Festive on the commons!

And it’s that time of year again. If you are getting all lathered up about the holidays, try to remember that it’s a month of festivities, but it ends. Please! Don’t crash!

TWO CAROLS FOR OUR HOLIDAYS – Marilyn Armstrong

As the weird, right-wing Christians endlessly complain about how they can’t say “Merry Christmas,” while the rest of us try to keep our heads low and avoid getting bombarded by Christmas? For us, there is Tom Lehrer and a few songs to make us smile.

Let us not forget that “other” seasonal holiday, Hanukkah. Although it is not one of the major holidays of the Jewish calendar, it’s relative (depending on the Jewish Lunar calendar which moves the holidays around in a thoroughly un-Christian way) proximity to Christmas has given it an undeserved prominence. And for that, there’s still Tom Lehrer.

May your season be joyful if you celebrate and sane, regardless. It’s a holiday. Enjoy it, ignore it, or sing your heart out.

SHARING THE WORLD, THANKSGIVING EDITION – Marilyn Armstrong

Share Your Thankful World


Are you an Early to bed, early-to-rise person, a night owl, and daytime sleeper-dozer, or an ‘I’ll sleep when I’m dead’ person?   

Age has made me reconsider the idea of sleep. I need to get some or I just can’t function.

Now, if only I could give up on reading at night … I go to bed early enough, but then, there’s that book.

What are some misconceptions about your hobby, should you have a hobby?

People think I’m a lot better a photographer than I am. I do take pretty pictures, but I don’t process them nearly as well as others do. I’m not even in the same class.

No matter what anyone tells you, a good eye does not overcome quality issues.

A penguin walks through the door right now wearing a sombrero. What does he say and why is he here?    

He has come bearing cruise tickets. He is our lottery vacation Penguin.

Aliens have landed. Do they come in peace?

I doubt it. They landed? They have an agenda. Maybe it’s benign, but until I know what they want, I’m being really careful.

I play with robots! Especially Robbie.

Really really careful.

What are you really, incredibly thankful for this week?

Garry’s ears are good and my son is doing Thanksgiving. Hallelujah!

 

SNOW AND THE HOLIDAYS – Marilyn Armstrong

Today and tomorrow are doctor visit days for Garry. His three-month surgical checkup for his ear and a stress test for his heart … so I’m writing ahead because I’m just not going to be around. Hope you don’t mind.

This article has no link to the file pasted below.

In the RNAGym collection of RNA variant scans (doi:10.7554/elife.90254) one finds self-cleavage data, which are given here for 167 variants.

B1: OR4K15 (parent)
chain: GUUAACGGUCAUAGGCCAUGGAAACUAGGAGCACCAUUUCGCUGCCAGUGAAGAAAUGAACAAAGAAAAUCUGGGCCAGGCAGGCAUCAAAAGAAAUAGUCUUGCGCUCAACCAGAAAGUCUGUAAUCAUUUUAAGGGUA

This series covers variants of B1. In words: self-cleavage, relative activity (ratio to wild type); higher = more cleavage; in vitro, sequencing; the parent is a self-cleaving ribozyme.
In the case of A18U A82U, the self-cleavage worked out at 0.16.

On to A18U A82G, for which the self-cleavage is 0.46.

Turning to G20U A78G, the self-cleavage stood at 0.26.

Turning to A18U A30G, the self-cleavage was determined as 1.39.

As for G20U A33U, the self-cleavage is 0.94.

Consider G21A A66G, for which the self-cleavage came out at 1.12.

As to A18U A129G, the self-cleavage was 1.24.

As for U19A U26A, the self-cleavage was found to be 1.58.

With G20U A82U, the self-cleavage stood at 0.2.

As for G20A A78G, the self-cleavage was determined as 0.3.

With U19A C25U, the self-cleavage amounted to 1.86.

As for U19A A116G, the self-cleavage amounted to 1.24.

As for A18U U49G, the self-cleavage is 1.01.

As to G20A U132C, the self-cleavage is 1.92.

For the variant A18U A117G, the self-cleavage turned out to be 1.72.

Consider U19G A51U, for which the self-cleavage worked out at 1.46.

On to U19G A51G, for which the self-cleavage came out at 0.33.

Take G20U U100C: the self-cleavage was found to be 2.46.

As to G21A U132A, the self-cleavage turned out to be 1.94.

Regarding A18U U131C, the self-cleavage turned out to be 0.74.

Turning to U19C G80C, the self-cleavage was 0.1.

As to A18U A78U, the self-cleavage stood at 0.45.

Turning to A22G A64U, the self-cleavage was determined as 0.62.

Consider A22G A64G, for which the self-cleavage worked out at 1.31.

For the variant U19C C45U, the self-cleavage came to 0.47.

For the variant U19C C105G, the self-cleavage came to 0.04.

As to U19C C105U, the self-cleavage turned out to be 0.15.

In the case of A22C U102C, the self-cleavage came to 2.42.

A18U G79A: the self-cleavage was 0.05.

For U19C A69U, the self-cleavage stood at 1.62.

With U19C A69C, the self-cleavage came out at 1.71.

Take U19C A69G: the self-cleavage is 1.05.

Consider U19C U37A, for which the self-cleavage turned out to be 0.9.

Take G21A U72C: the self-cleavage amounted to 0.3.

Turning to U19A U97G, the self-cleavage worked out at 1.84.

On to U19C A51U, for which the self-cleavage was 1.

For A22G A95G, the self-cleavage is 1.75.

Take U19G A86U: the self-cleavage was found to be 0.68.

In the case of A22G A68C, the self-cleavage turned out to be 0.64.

This is turning out to be a crazy busy month. I feel like Alice, running as fast as she can just to stay in the same place!

The holidays haven’t officially “hit” because of a calendar thing. It’s not because Thanksgiving is just a few days away. Nope, it’s that all of a sudden, it’s winter. We’ve got snow.

Snow falls and suddenly, everyone thinks Christmas, including those of us who aren’t Christian. Much of the snow that fell while we were away has melted. Not all of it, but more than half, anyway.

More is expected today and tomorrow. I suppose we might as well get on with holidays since, with the ground snowy, icy, and muddy, there isn’t much else to do.

The last time we got significant snow before or on Thanksgiving was 2014, a year during which we got 120 inches of snow out here in the country. That is, no matter how you look at it, a lot of snow. It’s the amount they normally get in northern Maine. It’s downright Siberian.

Christmas is so minimal in this house, there’s really isn’t much for us to do. I don’t put up wreaths any more.  We have so few visitors and live far off the main road that no one sees them.

Also, the nursery where I used to buy them closed and somehow, buying them at the grocery store may be cheaper, but it doesn’t have that “feeling” it had, picking the perfect one at the nursery.

We don’t give gifts because we don’t have money and anything we can afford is no more than a kindly thought. We give small things. Holiday reminders, maybe. Remembrance of days gone by when we ran up our credit cards because we got into some kind of bizarre Christmas frenzy.

These days, the tree gets plugged in. Our blue Christmas lights live in the living room drapes all year round, so when the holiday arrives, I just plug them in.

It doesn’t get simpler than that. We had fun with Tom and Ellin and that’s always a treat.

The weather isn’t as bad as it is going to be in a few days. Hopefully, we’ll have time to get some of the many errands, doctor appointments, vet appointments, and other stuff done.

And I have my fingers crossed that we’ll find someone to plow the driveway!

Boston’s big holiday tree

This is an El Niño year which can be bad. But, you never know. Sometimes winter starts out bad but eases up. Meanwhile, I’m keeping a close eye on weather maps and trying not to worry.

ROLL BACK THE CALENDAR! I’M NOT READY! – Marilyn Armstrong

RDP Wednesday – Not the Holidays again!


“Oh no,” I cried. “Not again!”

Bad enough that summer was nothing but a giant rainstorm … but it’s November and you know what that means! Holidays. I am even more unready for holidays as I am for finding someone to clear the millions of leaves off our property, much less having them mix with tons of snow. Arghh!